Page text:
A closer look at our Historic Rehabilitation project
Why We were hired
In the 1960s and 1970s, a developer in Hoboken, New Jersey converted 14 individual turn-of-the-century buildings into apartments. Decorative accents weren’t given consideration and conveniences were scant—shared laundry rooms and elevators were the extent of them. Yet the apartments rented.
Beginning around 2000, though, Hoboken became home to large-scale redevelopment projects featuring contemporary design and numerous amenities. With these projects came a younger, affluent, more design-oriented audience, and the developer began noticing significant vacancies in his buildings. He realized he needed to adapt by incorporating design and amenities.
We collaborated with the developer’s marketing team to determine viable and competitive amenity options. The team also helped us define the target market’s tastes and aesthetic expectations. We created diagrams illustrating how existing areas within the 14 buildings could be converted into amenity spaces and worked with a contractor to estimate costs.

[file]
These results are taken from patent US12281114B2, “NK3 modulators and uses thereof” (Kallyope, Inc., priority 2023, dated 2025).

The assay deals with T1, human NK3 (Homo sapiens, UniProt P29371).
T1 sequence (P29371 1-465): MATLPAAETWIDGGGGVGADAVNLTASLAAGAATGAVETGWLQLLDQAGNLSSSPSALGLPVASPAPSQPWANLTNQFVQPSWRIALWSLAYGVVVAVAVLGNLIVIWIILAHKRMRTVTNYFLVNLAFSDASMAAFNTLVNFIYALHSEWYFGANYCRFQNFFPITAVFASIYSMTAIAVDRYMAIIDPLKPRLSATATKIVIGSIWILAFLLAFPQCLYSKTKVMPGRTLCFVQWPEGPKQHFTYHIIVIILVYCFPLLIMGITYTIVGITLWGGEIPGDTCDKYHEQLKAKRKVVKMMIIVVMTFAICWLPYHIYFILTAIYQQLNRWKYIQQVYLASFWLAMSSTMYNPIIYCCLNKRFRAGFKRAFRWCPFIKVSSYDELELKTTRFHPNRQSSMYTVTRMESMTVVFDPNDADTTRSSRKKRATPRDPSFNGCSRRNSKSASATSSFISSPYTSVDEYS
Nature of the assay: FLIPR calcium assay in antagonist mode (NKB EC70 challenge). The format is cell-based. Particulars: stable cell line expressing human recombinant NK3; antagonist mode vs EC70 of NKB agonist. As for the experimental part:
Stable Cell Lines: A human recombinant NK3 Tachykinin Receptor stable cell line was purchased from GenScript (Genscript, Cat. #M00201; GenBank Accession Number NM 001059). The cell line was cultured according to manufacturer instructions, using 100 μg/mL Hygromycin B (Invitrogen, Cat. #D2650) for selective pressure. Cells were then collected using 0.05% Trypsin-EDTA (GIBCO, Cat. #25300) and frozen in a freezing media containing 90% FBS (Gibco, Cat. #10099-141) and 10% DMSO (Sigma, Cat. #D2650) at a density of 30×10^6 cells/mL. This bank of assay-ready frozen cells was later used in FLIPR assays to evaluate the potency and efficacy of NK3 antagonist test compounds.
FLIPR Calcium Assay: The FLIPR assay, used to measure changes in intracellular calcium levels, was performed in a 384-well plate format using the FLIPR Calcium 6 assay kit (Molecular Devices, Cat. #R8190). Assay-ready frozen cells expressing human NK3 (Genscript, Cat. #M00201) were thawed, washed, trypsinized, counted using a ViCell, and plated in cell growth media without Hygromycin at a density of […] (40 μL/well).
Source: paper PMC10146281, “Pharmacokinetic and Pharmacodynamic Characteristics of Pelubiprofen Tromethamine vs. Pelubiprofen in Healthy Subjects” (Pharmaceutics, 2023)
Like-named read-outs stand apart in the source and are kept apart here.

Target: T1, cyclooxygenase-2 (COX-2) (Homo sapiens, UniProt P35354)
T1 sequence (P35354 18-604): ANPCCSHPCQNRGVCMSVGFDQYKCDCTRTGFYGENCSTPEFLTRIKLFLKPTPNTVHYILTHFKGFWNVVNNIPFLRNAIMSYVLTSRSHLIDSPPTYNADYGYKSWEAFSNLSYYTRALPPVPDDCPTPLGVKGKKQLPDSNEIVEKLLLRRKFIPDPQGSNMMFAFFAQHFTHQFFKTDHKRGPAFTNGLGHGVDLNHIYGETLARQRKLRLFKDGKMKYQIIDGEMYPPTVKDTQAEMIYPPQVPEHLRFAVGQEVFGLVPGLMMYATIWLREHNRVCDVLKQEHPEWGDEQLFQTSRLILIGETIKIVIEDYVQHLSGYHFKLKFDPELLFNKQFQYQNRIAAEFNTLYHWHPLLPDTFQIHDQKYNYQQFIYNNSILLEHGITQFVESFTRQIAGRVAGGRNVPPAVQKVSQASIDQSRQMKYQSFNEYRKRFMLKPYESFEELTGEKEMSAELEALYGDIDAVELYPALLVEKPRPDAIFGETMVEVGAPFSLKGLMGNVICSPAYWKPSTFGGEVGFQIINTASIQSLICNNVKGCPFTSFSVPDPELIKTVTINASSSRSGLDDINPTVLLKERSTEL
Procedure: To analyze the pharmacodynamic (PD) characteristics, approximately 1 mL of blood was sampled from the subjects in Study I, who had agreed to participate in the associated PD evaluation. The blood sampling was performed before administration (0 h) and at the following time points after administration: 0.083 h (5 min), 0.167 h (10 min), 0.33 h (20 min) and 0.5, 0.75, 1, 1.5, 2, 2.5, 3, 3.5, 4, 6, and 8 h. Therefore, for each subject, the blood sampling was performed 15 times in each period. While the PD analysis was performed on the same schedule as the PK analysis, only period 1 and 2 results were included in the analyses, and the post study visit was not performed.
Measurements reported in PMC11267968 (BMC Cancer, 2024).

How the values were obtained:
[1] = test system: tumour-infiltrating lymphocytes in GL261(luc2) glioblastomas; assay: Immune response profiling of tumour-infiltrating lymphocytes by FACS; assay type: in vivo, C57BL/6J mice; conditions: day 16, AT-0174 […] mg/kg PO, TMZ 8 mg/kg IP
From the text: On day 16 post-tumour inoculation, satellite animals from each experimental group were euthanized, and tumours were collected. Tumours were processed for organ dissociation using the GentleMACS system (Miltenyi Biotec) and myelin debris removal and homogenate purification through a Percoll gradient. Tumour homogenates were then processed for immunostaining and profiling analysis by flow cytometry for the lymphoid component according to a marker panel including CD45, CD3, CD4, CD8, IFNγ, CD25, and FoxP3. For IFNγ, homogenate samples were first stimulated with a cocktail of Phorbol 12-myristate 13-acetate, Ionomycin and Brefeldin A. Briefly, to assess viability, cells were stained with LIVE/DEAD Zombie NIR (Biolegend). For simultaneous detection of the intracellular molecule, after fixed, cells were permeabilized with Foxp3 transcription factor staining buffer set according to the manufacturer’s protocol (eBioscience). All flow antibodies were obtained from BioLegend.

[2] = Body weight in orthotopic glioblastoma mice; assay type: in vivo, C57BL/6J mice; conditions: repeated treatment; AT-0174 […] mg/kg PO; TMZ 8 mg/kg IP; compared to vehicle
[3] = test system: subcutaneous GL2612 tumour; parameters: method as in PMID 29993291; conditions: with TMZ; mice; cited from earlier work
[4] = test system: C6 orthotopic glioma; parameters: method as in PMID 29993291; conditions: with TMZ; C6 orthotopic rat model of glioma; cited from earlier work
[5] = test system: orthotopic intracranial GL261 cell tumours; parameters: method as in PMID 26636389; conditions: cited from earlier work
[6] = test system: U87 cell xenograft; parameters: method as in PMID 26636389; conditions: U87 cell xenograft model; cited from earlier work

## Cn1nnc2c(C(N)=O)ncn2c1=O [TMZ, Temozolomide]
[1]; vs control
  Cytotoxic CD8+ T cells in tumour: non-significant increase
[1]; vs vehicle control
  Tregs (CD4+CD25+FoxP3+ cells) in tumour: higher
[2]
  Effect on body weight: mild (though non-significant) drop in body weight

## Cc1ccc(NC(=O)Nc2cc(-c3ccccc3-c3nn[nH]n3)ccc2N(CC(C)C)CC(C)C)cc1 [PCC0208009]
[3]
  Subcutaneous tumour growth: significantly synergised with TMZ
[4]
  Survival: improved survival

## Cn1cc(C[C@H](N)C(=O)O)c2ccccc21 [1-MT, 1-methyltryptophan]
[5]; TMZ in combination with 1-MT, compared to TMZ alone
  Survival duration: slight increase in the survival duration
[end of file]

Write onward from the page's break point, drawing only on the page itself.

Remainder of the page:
We researched turn-of-the-century materials that had been used in Hoboken and found that bluestone, iron, brick, and pine were common. As a way to honor the setting, we paired these materials with current components. We focused our design efforts on entryways, corridors, amenity spaces, staircases, kitchens, and bathrooms. Landmarked signage for Goodman’s Haberdashery, which opened in Hoboken in 1923, inspired the furniture in the amenity spaces.
In the completed amenity spaces, refinished haberdashery cabinetry from the 1930s, chandeliers from the 1940s, and rugs from the 1960s mingle with modern furniture and contemporary art. The result is a nifty—yet livable—blend that has wide appeal for potential tenants.